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Dear Friends in Christ, grace and peace to you from God our Father and our Lord and Savior Jesus Christ. Amen.
What is heaven like? In David and Elizabeth Heller’s collection of children’s sayings, “Angels Must Get Their Wings by Helping Little Angels Like Me,” one little girl answered, What is heaven Like? “It’s where girls get turned into angels . . . and then God tries to do the best he can with the boys.” What is heaven like? another answered, “There are no doctors or lawyers in heaven. They don’t need them because God does all the healing and because all arguments are against the law.” That’s what heaven is like. It is such a place that gives us hope to pray, “Thy kingdom come, on earth, as it is in heaven.” But isn’t there more to God’s coming kingdom than the promise of heaven.
The last Sunday in the church year is known as Christ the King Sunday. This is not an ancient liturgical festival like Easter or Christmas. In fact, it is less than a 100 years -old. The title for this was only first given by Pope Pius XI in 1925. Seven years after “the war to end all wars,” Europe was still in chaos. The empires which had once ruled the world were gone. Royal families had been dethroned. Inflation was rampant, and nationalism was raising its ugly head. The seeds of evil that were to produce the terror of the Holocaust and World War II were being sown. And so against all this chaos and evil, the Church of Rome established the Festival of Christ the King to declare that Jesus Christ is king. When nations and peoples rise up against another, he alone should rule and guide our hopes and aspirations. It’s why we can dare to pray in difficult times, “Thy Kingdom come, Thy will be done on earth as it is in heaven.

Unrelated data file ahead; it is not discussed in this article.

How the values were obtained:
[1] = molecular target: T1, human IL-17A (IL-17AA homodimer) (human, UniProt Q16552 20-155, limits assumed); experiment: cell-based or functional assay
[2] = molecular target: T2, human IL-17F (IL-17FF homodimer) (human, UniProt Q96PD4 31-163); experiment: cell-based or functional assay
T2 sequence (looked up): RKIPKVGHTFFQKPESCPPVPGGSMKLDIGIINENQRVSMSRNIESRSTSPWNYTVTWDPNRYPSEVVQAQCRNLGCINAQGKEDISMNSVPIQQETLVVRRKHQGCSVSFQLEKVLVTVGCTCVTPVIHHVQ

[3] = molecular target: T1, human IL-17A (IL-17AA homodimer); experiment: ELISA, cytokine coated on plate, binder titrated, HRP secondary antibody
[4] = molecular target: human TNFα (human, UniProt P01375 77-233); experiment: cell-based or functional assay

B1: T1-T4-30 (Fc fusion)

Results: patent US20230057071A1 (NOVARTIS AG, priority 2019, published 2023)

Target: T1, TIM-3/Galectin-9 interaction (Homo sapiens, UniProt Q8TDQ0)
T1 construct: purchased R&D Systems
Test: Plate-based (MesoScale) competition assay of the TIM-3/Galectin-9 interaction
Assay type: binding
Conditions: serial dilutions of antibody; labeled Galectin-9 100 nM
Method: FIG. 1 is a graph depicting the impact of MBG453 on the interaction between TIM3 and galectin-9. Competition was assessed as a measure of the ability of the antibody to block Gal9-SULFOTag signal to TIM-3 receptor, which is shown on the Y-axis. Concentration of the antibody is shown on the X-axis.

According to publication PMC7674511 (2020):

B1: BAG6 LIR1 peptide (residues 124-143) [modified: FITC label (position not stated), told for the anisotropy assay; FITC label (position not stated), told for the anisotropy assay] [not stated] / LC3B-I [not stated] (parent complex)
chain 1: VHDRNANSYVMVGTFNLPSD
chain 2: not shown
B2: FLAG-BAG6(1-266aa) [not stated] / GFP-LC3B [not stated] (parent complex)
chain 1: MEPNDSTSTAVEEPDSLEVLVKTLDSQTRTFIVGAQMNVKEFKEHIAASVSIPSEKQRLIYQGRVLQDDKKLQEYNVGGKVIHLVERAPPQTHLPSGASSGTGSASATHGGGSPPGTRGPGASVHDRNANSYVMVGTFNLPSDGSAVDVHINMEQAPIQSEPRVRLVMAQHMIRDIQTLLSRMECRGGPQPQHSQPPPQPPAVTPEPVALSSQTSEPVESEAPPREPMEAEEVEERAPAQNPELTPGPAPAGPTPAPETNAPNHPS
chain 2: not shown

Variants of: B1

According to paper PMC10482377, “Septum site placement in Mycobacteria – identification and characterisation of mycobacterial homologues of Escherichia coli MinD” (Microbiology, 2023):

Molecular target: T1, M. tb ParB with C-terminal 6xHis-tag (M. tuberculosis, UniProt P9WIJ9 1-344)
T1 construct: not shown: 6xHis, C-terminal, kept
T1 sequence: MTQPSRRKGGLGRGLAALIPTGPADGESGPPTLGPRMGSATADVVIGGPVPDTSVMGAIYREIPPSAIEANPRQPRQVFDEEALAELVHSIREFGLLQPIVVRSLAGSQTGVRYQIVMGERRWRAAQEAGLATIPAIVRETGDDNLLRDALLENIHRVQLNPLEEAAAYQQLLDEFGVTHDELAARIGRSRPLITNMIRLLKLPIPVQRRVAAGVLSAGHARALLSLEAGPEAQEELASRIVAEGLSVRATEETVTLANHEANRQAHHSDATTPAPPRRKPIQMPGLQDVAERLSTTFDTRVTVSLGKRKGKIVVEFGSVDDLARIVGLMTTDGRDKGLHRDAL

Throughout the church year, we have actually been building up to this point. We began our journey in Advent with the coming of the Christ child, the baptism of Jesus, the ministry of our Lord in Galilee and Judea, we walked the way to Calvary and the Cross. We spoke of the empty tomb and our resurrected Lord at Easter. We’ve experienced anew the power of the Holy Spirit as on the day of Pentecost. Now we dare to celebrate both the present and future, and to give the world what it needs, a kingdom that has no end- and a king who rules and guides with equity, love and grace.
Of course, all around us the world is already preparing for the coming king as well. Stores have been decorated for weeks, and churches are busy making plans. But the message of Christ the King must be more than the joyful good news that the baby Jesus is coming. No, the message of this day is that we have a sovereign king who guides our lives now in this world, and will govern us forever in the world to come. And that is what I would like to share with you.
Let us begin with the question: who is this king called Jesus? After all, one shouldn’t assume that all church goers have an answer. In a recent Gallup poll, 86 percent of all Americans considered themselves Christians, but less than half knew who preached the Sermon on the Mount. Sixty percent of the country was in church the Easter of that survey, but one out of four people there didn’t know what Easter celebrates. The same is true when people say that Jesus is Lord and king. Do they honestly believe and allow Jesus to rule and guide their life and actions?